alright you donít need to say it


We crossed paths with Jenny and Roger over the next couple of days.




A nice EH Holden



The Tropic of Capricorn


I got to Alice Springs a bit ahead of John so I went in search of the motorcycle shops. John badly needed a tyre and a service and as I hadnít seen any KTM carnage on the road, I thought Pete may be in town. In Cape Crawford he hoped the hub would make it out the main highway heading south. At Daly Waters the plan was to make Alice Springs, there was a KTM dealer there and it was easy enough to fly home from there.

I asked at the KTM dealer and they hadnít see anyone in need of a new wheel. While there, a ute with an old Beemer on the back pulled in.
Hang on I know that bike??


Brian had hit a roo last night, they had decided to travel into the night to make Alice. He was ok, a bit sore and sorry, but ok.

John got his bike booked in for tomorrow for his tyre and service. I wanted to take my knee in for a consultation with a doctor. It wasnít getting any better, I was missing those hot springs at Lorrela. Looks like weíre having a day off tomorrow. Now all we needed was some accommodation close to town. The Todd Tavern was right in the middle of town, had somewhere for us to lock the bikes away, tonight was steak night with a all you can eat salad buffet, perfect.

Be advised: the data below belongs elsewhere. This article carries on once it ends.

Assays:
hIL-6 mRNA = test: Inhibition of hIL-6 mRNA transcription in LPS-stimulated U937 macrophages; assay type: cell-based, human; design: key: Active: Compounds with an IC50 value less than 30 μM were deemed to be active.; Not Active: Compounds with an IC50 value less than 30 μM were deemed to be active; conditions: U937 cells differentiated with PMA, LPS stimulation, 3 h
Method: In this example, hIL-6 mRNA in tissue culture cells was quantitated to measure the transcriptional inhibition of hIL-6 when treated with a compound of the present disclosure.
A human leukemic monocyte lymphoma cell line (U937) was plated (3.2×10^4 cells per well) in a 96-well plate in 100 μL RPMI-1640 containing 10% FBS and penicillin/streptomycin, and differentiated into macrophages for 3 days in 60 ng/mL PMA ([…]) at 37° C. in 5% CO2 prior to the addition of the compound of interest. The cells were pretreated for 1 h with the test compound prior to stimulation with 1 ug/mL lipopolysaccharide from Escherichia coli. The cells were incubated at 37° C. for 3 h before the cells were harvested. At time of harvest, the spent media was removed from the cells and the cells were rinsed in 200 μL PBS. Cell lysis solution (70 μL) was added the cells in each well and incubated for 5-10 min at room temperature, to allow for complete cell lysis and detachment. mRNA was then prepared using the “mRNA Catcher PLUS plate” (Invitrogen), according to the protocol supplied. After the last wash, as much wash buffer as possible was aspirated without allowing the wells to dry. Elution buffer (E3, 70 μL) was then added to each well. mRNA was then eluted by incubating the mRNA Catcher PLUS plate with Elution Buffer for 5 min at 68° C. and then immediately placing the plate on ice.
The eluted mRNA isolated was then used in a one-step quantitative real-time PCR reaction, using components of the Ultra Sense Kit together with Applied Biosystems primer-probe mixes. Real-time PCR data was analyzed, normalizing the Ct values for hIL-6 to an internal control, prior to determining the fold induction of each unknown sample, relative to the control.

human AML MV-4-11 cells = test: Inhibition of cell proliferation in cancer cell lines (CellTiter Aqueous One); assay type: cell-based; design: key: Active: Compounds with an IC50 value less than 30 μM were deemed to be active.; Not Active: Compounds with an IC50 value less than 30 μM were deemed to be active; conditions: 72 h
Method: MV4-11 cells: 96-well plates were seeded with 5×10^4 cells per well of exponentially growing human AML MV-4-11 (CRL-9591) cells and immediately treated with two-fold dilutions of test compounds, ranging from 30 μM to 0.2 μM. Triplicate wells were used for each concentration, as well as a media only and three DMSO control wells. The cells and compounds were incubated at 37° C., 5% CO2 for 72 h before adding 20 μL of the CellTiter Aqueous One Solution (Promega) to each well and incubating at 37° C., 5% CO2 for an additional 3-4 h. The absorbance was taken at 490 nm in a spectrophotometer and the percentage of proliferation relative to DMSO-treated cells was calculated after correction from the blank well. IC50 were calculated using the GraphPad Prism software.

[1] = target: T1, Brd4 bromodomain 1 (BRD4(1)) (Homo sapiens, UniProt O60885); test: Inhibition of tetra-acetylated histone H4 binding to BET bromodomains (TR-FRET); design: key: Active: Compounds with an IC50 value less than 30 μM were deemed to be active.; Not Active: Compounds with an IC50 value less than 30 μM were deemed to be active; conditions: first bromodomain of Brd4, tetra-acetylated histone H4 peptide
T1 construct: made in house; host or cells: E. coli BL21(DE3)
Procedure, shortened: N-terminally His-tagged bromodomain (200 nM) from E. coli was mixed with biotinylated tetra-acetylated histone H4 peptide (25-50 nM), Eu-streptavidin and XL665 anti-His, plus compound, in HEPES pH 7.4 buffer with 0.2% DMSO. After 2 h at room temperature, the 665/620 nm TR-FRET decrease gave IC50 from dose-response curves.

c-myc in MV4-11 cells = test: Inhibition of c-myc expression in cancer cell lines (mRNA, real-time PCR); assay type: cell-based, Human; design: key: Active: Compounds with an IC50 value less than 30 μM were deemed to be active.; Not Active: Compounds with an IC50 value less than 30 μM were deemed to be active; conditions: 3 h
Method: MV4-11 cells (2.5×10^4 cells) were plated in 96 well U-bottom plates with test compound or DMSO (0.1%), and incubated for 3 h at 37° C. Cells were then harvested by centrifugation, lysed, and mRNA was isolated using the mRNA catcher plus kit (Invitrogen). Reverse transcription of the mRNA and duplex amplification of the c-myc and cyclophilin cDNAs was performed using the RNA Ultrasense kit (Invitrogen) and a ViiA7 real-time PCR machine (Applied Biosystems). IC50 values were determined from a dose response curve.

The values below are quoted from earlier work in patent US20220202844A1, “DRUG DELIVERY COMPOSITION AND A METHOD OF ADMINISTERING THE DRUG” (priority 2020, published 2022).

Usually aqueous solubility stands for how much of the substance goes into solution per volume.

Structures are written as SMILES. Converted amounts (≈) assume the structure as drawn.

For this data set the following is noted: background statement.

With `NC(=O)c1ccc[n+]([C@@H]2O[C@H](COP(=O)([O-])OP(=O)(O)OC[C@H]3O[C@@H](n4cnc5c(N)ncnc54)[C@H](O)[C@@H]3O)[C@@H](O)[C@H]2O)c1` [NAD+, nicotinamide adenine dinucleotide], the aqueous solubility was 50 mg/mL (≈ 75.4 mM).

22-09-2008, 09:19 PM
Why do doctors always roll their eyes when you tell them you fell off a bike?
Johnís bike has had itís service and a new tyre and weíre off. Doc told me I should do nothing and keep my leg up so I guess that meant up on the crash bar.
The highway was getting boring and I was starting to wish for dirt again.


I stoped somewhere or other that had a plaque to something or other.


Around the other side there was something I could read.






Tuned right and headed west. Something on the horizon.


Mt Conner


Got to Yulara in time to get our tents up and head out and see the sunset.



$25.00 to watch the sunset, a bloke should have bought a postcard in Alice. I suppose the government put the rock there and organised the sun to set.


The next morning we headed back out 240km before turning south again.

I found a tyre tree, I was hoping for TKC 80ís but it was not to be. None of the tyres had tread on them, mustnít be ripe yet.


Back past Mt Conner



Found the south end of a north bound train.




Water boreís windmills have been replaced by petrol or diesel pumps.